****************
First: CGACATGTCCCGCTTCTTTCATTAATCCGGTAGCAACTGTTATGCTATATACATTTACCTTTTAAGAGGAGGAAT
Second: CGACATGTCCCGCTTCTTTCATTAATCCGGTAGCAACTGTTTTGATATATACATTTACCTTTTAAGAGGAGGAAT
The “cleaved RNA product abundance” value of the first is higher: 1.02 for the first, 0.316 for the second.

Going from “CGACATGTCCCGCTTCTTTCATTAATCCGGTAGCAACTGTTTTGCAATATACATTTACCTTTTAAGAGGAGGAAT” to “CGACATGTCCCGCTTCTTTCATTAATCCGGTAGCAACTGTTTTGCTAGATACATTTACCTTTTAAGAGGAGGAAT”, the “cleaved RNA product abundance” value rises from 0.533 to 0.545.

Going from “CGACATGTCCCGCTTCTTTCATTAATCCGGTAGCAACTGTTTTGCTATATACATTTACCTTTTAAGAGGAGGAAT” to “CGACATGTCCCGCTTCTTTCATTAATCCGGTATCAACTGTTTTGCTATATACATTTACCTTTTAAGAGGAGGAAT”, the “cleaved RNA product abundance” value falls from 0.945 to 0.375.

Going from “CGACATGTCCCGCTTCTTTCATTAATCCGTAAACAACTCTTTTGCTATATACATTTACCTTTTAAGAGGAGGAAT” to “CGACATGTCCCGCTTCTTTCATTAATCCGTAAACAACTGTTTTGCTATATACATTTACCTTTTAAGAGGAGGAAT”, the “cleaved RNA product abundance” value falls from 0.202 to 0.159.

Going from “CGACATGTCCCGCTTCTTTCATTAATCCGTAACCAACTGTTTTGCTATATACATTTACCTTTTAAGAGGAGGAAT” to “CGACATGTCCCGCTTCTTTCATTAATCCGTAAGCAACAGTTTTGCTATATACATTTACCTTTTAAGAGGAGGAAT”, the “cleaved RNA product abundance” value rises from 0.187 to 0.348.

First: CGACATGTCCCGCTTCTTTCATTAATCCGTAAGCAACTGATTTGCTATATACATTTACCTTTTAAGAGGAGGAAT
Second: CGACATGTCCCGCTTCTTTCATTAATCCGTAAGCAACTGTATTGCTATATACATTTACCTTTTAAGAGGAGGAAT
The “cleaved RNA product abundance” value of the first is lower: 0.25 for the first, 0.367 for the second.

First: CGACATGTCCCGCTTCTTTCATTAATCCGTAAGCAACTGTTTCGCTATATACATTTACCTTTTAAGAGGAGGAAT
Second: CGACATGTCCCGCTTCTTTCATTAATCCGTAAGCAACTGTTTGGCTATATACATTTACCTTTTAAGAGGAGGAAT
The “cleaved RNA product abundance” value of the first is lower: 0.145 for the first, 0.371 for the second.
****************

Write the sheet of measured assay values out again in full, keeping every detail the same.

First: CGACATGTCCCGCTTCTTTCATTAATCCGGTAGCAACTGTTATGCTATATACATTTACCTTTTAAGAGGAGGAAT
Second: CGACATGTCCCGCTTCTTTCATTAATCCGGTAGCAACTGTTTTGATATATACATTTACCTTTTAAGAGGAGGAAT
The “cleaved RNA product abundance” value of the first is higher: 1.02 for the first, 0.316 for the second.

Going from “CGACATGTCCCGCTTCTTTCATTAATCCGGTAGCAACTGTTTTGCAATATACATTTACCTTTTAAGAGGAGGAAT” to “CGACATGTCCCGCTTCTTTCATTAATCCGGTAGCAACTGTTTTGCTAGATACATTTACCTTTTAAGAGGAGGAAT”, the “cleaved RNA product abundance” value rises from 0.533 to 0.545.

Going from “CGACATGTCCCGCTTCTTTCATTAATCCGGTAGCAACTGTTTTGCTATATACATTTACCTTTTAAGAGGAGGAAT” to “CGACATGTCCCGCTTCTTTCATTAATCCGGTATCAACTGTTTTGCTATATACATTTACCTTTTAAGAGGAGGAAT”, the “cleaved RNA product abundance” value falls from 0.945 to 0.375.

Going from “CGACATGTCCCGCTTCTTTCATTAATCCGTAAACAACTCTTTTGCTATATACATTTACCTTTTAAGAGGAGGAAT” to “CGACATGTCCCGCTTCTTTCATTAATCCGTAAACAACTGTTTTGCTATATACATTTACCTTTTAAGAGGAGGAAT”, the “cleaved RNA product abundance” value falls from 0.202 to 0.159.

Going from “CGACATGTCCCGCTTCTTTCATTAATCCGTAACCAACTGTTTTGCTATATACATTTACCTTTTAAGAGGAGGAAT” to “CGACATGTCCCGCTTCTTTCATTAATCCGTAAGCAACAGTTTTGCTATATACATTTACCTTTTAAGAGGAGGAAT”, the “cleaved RNA product abundance” value rises from 0.187 to 0.348.

First: CGACATGTCCCGCTTCTTTCATTAATCCGTAAGCAACTGATTTGCTATATACATTTACCTTTTAAGAGGAGGAAT
Second: CGACATGTCCCGCTTCTTTCATTAATCCGTAAGCAACTGTATTGCTATATACATTTACCTTTTAAGAGGAGGAAT
The “cleaved RNA product abundance” value of the first is lower: 0.25 for the first, 0.367 for the second.

First: CGACATGTCCCGCTTCTTTCATTAATCCGTAAGCAACTGTTTCGCTATATACATTTACCTTTTAAGAGGAGGAAT
Second: CGACATGTCCCGCTTCTTTCATTAATCCGTAAGCAACTGTTTGGCTATATACATTTACCTTTTAAGAGGAGGAAT
The “cleaved RNA product abundance” value of the first is lower: 0.145 for the first, 0.371 for the second.